A Wrongful Celebration

Scarcely a day goes by without a reference to preparations for the new millennium. First, what's a millennium anyway? A millennium is a period of one thousand years. Does the next millennium start at the beginning of next year (2000) at the stroke of midnight? Most people think it does and they're wrong.

Here's how to think about when the new - third - millennium starts. Pretend I owe you $3,000 and I'm counting them out to you one dollar at a time and I get up to $1,997, $1,998 $1,999. Now the question is: when have I finished counting out the second thousand dollars and begin on the next - third - thousand dollars? I don't start counting out the next thousand dollars until after I add another one dollar to that $1,999 that I've already given you, making the total $2,000. I start counting out the next one thousand dollars when I've given you $2001. This reasoning also applies to counting years. The second millennium does not end in 1999 and the third begin in 2000. The second millennium ends midnight December 31, 2000 and the third millennium starts immediately afterwards in the year 2001.

All around the world there are massive plans in place to celebrate the next millennium (and 21st century) when 1999 expires. I'm not the only one aware of the mistake. There must be people in the major news network like ABC, CBS, NBC and CNN who will read this column and are intelligent enough to understand the mistake. Moreover, they have the means to get the word out. To combat public and official ignorance about the new millennium, the evening news should end with a statement like, "That's it for tonight, in the next to the last year of the second millennium." School boards could order teachers to explain the error to America's precious children. Why won't they?

If people discovered that the new millennium will begin in 2001 rather than 2000, would they cancel all the plans they are making now to celebrate and welcome in next year as the new millennium? Some of the plans are gigantic and costly. Some airlines plan to have flights over the international date line so passengers can experience the "new millennium" twice. New York City is coughing up mega-bucks for a mega-ton crystal ball to replace the current one that has been descending New Year's eve. Web sites around the world, including one at the White House, have clocks counting down the "last" days, hours, and minutes left in the second millennium. The U.S. is not the only country with costly celebration plans.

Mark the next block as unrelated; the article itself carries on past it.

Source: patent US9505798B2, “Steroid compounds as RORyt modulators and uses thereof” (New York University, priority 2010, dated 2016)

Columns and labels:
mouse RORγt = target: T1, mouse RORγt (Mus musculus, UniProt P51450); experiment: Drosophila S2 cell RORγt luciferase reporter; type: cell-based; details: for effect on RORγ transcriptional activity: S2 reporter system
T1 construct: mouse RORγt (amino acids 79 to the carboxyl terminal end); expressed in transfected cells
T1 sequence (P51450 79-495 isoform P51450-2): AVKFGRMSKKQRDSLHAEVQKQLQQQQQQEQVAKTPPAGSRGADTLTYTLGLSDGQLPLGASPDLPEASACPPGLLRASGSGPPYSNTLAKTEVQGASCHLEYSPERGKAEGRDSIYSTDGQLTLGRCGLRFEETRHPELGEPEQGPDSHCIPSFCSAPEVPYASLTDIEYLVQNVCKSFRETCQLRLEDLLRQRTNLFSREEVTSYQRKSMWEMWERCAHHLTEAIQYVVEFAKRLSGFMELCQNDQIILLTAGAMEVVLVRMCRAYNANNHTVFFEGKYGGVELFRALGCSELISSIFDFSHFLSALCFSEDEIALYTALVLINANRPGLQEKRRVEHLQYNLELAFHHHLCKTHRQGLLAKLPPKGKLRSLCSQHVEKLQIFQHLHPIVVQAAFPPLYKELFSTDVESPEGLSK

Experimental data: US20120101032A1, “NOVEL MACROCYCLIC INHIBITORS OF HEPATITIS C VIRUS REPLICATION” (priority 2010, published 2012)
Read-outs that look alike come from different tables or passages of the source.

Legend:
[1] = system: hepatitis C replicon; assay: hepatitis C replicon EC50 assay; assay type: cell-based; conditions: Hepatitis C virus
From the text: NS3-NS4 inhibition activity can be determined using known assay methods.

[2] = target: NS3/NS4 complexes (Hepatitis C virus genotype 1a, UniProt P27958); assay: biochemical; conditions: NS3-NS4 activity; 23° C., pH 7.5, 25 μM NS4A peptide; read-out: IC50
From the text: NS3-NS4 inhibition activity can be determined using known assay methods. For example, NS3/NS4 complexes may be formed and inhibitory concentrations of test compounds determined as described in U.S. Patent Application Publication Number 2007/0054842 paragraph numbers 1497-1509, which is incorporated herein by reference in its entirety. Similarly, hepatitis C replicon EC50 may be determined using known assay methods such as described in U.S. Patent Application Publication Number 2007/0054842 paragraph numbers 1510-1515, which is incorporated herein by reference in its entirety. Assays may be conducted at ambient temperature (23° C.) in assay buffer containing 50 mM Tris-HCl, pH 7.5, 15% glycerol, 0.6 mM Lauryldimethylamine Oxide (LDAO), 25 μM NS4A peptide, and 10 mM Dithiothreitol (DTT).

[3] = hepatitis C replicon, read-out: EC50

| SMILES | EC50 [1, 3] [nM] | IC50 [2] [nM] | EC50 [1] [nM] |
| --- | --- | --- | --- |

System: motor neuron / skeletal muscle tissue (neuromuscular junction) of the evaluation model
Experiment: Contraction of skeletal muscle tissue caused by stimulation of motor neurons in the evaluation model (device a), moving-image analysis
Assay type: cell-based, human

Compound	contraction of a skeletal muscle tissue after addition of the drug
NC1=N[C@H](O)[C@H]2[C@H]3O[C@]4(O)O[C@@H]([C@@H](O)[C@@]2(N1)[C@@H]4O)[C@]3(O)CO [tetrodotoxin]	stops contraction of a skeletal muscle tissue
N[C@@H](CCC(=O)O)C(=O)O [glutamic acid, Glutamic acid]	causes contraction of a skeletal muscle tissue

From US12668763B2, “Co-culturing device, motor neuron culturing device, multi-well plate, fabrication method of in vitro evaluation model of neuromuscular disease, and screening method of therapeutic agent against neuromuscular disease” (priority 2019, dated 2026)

I suspect there will be no efforts to cancel plans for next year's celebration in light of the error being made known. In fact, I suspect that some people will be downright angry at the suggestion that they're celebrating nothing but the start of another year and not the new millennium. How do we explain this? Let me speculate.

The math error might be explained by the fact it's the first time in anybody's life that all numbers change at year-end instead of only one or two as it has been all of our lives. My second explanation is not as flattering. That is, people believe that the new millennium starts next year. Despite evidence to the contrary, they want to hold on to their beliefs simply because that's what they believe and it's better that way.

Let me propose a middle ground. Keep the celebration plans but call it celebrations for the last year of a century that featured man kind's greatest achievements as well as his unparalleled brutality.

Walter E. Williams


January 11, 1999

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